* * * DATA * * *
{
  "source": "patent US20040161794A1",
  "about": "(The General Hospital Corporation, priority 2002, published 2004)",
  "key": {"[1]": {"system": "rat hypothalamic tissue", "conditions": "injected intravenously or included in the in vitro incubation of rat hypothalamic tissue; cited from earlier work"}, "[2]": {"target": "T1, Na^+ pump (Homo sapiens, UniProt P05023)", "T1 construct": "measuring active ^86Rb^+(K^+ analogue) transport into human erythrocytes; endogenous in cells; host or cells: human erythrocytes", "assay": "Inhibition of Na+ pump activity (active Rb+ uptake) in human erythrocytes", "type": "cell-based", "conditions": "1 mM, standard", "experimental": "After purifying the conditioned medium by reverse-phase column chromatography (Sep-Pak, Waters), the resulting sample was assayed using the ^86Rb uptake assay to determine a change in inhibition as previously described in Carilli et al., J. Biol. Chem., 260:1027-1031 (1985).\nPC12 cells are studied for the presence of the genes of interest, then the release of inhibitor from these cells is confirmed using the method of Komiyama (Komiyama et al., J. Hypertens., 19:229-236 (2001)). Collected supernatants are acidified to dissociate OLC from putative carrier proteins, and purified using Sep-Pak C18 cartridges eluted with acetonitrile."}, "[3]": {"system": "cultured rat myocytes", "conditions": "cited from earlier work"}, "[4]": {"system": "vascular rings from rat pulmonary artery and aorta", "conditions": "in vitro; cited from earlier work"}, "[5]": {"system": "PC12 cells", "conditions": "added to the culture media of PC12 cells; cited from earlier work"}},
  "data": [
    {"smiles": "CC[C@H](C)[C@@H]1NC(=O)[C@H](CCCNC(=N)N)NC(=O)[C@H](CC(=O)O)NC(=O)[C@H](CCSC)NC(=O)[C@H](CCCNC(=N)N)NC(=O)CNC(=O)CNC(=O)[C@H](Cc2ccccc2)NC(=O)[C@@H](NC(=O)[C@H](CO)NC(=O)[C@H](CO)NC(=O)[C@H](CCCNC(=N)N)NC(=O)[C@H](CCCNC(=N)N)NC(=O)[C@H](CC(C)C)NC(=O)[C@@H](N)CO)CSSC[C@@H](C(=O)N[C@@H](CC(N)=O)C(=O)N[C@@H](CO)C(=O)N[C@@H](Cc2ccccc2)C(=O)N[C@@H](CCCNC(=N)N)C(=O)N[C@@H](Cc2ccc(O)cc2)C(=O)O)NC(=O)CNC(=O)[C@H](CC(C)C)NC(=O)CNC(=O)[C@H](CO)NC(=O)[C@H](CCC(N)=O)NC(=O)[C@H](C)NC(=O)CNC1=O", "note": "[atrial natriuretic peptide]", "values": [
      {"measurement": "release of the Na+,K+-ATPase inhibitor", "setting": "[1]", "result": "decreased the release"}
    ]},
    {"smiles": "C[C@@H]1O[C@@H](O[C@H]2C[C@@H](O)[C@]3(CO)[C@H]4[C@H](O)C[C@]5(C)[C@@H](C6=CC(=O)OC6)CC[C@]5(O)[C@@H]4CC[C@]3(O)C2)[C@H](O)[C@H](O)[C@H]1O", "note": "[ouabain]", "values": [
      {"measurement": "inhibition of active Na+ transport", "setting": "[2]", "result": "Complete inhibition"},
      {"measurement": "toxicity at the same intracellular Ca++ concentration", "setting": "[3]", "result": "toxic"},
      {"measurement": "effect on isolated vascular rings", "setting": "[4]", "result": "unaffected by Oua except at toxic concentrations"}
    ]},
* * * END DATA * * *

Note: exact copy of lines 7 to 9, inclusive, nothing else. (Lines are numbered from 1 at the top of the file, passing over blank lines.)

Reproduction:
      {"measurement": "release of the Na+,K+-ATPase inhibitor", "setting": "[1]", "result": "decreased the release"}
    ]},
    {"smiles": "C[C@@H]1O[C@@H](O[C@H]2C[C@@H](O)[C@]3(CO)[C@H]4[C@H](O)C[C@]5(C)[C@@H](C6=CC(=O)OC6)CC[C@]5(O)[C@@H]4CC[C@]3(O)C2)[C@H](O)[C@H](O)[C@H]1O", "note": "[ouabain]", "values": [